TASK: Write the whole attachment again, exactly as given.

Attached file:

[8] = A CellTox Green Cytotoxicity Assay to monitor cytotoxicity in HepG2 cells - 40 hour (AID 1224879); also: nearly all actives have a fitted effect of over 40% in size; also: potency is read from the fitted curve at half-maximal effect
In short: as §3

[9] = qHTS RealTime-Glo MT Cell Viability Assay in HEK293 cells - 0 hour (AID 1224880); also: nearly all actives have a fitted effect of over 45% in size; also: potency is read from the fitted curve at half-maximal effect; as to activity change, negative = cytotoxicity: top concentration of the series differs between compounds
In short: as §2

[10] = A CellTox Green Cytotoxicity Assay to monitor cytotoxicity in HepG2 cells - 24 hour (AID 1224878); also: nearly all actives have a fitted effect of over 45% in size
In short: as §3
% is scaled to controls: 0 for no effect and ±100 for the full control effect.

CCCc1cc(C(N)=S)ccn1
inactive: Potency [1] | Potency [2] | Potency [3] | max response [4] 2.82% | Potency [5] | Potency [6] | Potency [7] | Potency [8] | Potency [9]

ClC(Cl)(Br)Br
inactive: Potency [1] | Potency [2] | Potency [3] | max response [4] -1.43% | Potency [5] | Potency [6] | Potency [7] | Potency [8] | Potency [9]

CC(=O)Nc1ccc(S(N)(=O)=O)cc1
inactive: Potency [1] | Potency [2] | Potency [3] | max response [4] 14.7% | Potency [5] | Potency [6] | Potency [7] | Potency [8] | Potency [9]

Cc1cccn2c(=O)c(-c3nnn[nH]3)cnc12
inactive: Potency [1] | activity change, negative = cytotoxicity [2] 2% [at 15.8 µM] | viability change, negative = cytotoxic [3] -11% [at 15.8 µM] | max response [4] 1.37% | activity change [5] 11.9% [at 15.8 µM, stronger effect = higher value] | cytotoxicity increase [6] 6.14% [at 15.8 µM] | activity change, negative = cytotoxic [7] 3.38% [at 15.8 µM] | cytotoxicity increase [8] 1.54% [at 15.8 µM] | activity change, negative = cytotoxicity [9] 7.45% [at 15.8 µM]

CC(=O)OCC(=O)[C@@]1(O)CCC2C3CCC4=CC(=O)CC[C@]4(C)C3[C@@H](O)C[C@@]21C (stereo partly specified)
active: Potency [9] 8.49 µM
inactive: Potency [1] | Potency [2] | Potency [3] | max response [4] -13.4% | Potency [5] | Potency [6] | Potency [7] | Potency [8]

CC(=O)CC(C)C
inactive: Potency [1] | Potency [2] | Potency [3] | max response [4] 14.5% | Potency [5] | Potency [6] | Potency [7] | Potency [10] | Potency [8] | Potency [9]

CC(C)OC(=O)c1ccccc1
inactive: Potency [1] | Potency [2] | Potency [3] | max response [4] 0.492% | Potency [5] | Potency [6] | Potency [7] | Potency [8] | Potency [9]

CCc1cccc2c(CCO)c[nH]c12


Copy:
[8] = A CellTox Green Cytotoxicity Assay to monitor cytotoxicity in HepG2 cells - 40 hour (AID 1224879); also: nearly all actives have a fitted effect of over 40% in size; also: potency is read from the fitted curve at half-maximal effect
In short: as §3

[9] = qHTS RealTime-Glo MT Cell Viability Assay in HEK293 cells - 0 hour (AID 1224880); also: nearly all actives have a fitted effect of over 45% in size; also: potency is read from the fitted curve at half-maximal effect; as to activity change, negative = cytotoxicity: top concentration of the series differs between compounds
In short: as §2

[10] = A CellTox Green Cytotoxicity Assay to monitor cytotoxicity in HepG2 cells - 24 hour (AID 1224878); also: nearly all actives have a fitted effect of over 45% in size
In short: as §3
% is scaled to controls: 0 for no effect and ±100 for the full control effect.

CCCc1cc(C(N)=S)ccn1
inactive: Potency [1] | Potency [2] | Potency [3] | max response [4] 2.82% | Potency [5] | Potency [6] | Potency [7] | Potency [8] | Potency [9]

ClC(Cl)(Br)Br
inactive: Potency [1] | Potency [2] | Potency [3] | max response [4] -1.43% | Potency [5] | Potency [6] | Potency [7] | Potency [8] | Potency [9]

CC(=O)Nc1ccc(S(N)(=O)=O)cc1
inactive: Potency [1] | Potency [2] | Potency [3] | max response [4] 14.7% | Potency [5] | Potency [6] | Potency [7] | Potency [8] | Potency [9]

Cc1cccn2c(=O)c(-c3nnn[nH]3)cnc12
inactive: Potency [1] | activity change, negative = cytotoxicity [2] 2% [at 15.8 µM] | viability change, negative = cytotoxic [3] -11% [at 15.8 µM] | max response [4] 1.37% | activity change [5] 11.9% [at 15.8 µM, stronger effect = higher value] | cytotoxicity increase [6] 6.14% [at 15.8 µM] | activity change, negative = cytotoxic [7] 3.38% [at 15.8 µM] | cytotoxicity increase [8] 1.54% [at 15.8 µM] | activity change, negative = cytotoxicity [9] 7.45% [at 15.8 µM]

CC(=O)OCC(=O)[C@@]1(O)CCC2C3CCC4=CC(=O)CC[C@]4(C)C3[C@@H](O)C[C@@]21C (stereo partly specified)
active: Potency [9] 8.49 µM
inactive: Potency [1] | Potency [2] | Potency [3] | max response [4] -13.4% | Potency [5] | Potency [6] | Potency [7] | Potency [8]

CC(=O)CC(C)C
inactive: Potency [1] | Potency [2] | Potency [3] | max response [4] 14.5% | Potency [5] | Potency [6] | Potency [7] | Potency [10] | Potency [8] | Potency [9]

CC(C)OC(=O)c1ccccc1
inactive: Potency [1] | Potency [2] | Potency [3] | max response [4] 0.492% | Potency [5] | Potency [6] | Potency [7] | Potency [8] | Potency [9]

CCc1cccc2c(CCO)c[nH]c12